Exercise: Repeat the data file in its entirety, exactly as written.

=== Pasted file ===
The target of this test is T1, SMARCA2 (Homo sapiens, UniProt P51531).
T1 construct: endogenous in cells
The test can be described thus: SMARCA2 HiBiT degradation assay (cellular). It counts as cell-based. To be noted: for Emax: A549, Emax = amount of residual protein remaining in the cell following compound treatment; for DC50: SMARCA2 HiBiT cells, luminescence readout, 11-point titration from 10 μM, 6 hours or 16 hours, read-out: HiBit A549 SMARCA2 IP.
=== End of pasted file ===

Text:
The target of this test is T1, SMARCA2 (Homo sapiens, UniProt P51531).
T1 construct: endogenous in cells
The test can be described thus: SMARCA2 HiBiT degradation assay (cellular). It counts as cell-based. To be noted: for Emax: A549, Emax = amount of residual protein remaining in the cell following compound treatment; for DC50: SMARCA2 HiBiT cells, luminescence readout, 11-point titration from 10 μM, 6 hours or 16 hours, read-out: HiBit A549 SMARCA2 IP.